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Medford braces for next disaster

Since 1973, 18 emergency declarations have been declared for Jackson County, mostly for fires
The 2018 Peninger Fire burns along Biddle Road in Central Point. Wildfire, drought, earthquakes and winter storms top the list of disasters faced by Medford, according to a city disaster mitigation plan. [Mail Tribune / file photo]

Wildfire, drought, earthquakes and winter storms top the list of disasters that could devastate our valley.

Medford City Council adopted a five-year disaster mitigation plan Thursday that aims to prevent personal injury, loss of life and damage to property and the environment from natural disasters.

A committee of Medford officials and other organizations developed the plan and rated the potential for disasters, along with recommendations.

“There are about 54 of them recommended from the group to help lower our risk and make Medford and the area a little bit safer for us,” said Aaron Ott, the city emergency management coordinator.

One of the goals of the five-year plan is to increase the amount of bed space for homeless people to get them out of areas such as the Bear Creek Greenway, which are prone to fires. The city adopted its first five-year disaster plan in 2017.

In addition, more effort will be spent cleaning up trash and other debris left from the homeless camps.

In 2020, the Almeda Fire, which started near the Greenway, destroyed 2,500 residences, mostly in Talent and Phoenix.

The city plans to continue to reduce weeds on public property and in vacant lots, alleys and side roads. The city also helps local residents with fire hazard reduction on their property.

Other efforts will include more community outreach, including to Spanish speakers and the elderly, more coordination with other agencies and the development of a wildfire protection plan.

Councilor Mike Zarosinski said he thought some of the proposals would be challenging to finance, and he wondered whether the plan would affect local insurance rates, citing a state wildfire risk map released earlier this year that some feared would lead to higher insurance rates or denial of coverage.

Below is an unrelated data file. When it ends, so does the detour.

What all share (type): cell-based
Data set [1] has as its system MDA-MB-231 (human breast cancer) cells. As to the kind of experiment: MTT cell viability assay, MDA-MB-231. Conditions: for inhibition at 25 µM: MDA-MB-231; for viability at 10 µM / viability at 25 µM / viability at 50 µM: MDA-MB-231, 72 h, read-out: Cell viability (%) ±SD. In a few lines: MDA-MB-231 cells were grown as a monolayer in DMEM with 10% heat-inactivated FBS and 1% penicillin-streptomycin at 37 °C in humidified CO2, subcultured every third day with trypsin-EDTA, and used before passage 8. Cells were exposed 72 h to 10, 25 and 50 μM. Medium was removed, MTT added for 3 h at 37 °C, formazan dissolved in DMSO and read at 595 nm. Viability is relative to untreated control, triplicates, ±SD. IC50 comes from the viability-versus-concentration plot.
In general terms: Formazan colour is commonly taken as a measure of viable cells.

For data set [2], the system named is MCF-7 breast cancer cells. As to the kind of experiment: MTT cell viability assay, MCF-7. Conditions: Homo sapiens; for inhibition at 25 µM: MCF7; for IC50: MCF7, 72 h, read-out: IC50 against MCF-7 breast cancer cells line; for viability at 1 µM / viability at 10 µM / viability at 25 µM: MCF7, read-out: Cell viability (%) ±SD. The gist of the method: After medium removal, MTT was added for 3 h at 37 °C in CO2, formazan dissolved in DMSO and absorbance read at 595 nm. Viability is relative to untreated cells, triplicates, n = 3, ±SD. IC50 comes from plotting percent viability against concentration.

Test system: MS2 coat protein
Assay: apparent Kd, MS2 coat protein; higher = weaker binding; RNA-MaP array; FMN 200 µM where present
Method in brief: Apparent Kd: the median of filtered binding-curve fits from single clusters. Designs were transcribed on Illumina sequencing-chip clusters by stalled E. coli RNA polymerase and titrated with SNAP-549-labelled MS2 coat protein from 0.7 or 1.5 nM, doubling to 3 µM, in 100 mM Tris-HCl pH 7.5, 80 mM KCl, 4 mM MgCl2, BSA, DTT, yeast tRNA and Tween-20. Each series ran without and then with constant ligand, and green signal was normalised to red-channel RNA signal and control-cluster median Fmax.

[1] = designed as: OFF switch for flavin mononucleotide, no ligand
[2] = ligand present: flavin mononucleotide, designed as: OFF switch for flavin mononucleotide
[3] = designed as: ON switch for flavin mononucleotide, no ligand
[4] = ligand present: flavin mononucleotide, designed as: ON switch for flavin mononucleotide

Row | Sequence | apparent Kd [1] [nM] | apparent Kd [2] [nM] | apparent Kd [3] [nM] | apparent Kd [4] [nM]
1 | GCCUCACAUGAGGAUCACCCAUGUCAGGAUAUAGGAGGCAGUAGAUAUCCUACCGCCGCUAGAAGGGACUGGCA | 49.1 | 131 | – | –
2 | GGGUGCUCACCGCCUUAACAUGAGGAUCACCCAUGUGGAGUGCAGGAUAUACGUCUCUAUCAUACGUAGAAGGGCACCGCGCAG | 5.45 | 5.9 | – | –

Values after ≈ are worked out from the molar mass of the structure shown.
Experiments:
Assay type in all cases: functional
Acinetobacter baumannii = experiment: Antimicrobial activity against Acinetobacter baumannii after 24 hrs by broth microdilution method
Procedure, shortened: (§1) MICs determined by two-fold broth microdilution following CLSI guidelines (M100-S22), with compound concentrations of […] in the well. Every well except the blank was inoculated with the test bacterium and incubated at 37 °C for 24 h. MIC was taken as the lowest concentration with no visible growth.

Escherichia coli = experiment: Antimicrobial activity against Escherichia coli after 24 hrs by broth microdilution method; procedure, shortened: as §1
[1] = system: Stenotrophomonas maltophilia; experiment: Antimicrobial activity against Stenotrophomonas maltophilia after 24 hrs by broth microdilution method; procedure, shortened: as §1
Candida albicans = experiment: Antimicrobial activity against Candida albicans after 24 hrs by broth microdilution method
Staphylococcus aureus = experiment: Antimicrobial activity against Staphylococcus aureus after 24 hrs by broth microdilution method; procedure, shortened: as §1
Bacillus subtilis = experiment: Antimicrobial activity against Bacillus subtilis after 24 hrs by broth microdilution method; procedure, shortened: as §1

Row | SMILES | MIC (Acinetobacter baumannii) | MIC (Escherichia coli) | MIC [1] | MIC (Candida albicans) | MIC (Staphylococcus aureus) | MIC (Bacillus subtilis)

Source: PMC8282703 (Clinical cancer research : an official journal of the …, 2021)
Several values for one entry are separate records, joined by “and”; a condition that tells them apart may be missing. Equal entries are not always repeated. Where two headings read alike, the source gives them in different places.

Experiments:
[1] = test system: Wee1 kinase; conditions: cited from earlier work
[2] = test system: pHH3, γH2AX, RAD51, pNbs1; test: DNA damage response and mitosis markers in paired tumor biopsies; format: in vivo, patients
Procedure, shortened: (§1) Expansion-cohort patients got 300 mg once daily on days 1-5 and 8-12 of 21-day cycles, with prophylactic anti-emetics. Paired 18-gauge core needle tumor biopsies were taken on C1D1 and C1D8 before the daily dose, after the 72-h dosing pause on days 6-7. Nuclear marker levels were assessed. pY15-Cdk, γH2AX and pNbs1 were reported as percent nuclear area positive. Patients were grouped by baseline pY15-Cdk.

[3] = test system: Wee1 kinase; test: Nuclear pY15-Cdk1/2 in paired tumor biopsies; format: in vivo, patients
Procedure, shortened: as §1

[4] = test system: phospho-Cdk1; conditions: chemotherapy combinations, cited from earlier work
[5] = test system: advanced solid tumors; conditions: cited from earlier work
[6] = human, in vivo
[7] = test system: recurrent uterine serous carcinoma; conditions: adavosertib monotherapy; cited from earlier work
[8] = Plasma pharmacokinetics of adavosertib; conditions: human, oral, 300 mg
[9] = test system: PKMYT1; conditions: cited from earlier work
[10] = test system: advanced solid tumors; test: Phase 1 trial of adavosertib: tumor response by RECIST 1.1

The state eventually withdrew the map after a public outcry, and a follow-up announcement by state insurance regulators said there was no evidence that insurance companies had used the map to alter insurance rates or deny coverage.

Ott said, “This plan has no impact on insurance ratings.”

He said the city’s plan “opens up the gateway for more funding from state and federal levels.”

At the top of the list of natural disasters that could befall the Medford area in any given year include wildfire, drought, a winter storm or a Cascadia subduction earthquake, which could leave Interstate 5 impassible for weeks or months.

In the next tier of possible natural disasters are infectious diseases, poor air quality, extreme heat and flooding.

Other potential disasters include a more localized earthquake, a windstorm, a volcano and a landslide.

After review by the state, the plan will be sent to the Federal Emergency Management Agency for adoption.

Oregon has experienced 94 federal disaster declarations since 1953, when the federal government began declaring them

Federal disaster declarations for Jackson County have included four for major rain or flooding events in 1964, 1974, 1997 and 2006.

A major disaster declaration for the COVID-19 pandemic is ongoing.

In 2020, wildfires, including the Almeda Fire, prompted a disaster declaration.

Oregon and local officials have also declared disasters.

Since 1973, 18 emergency declarations have been declared for Jackson County, mostly for fires.

Smoke from fires is another hit to the health of local residents and to the economy.

Since 2010, the county has had on average 15.8 days a year with unhealthy air.

The past five years have been the worst, with 2018 notching 48 days in the unhealthy range followed by 2021 with 35 days.

The only years when air didn’t get into the unhealthy range were 2010 and 2016.

Reach freelance writer Damian Mann at dmannnews@gmail.com.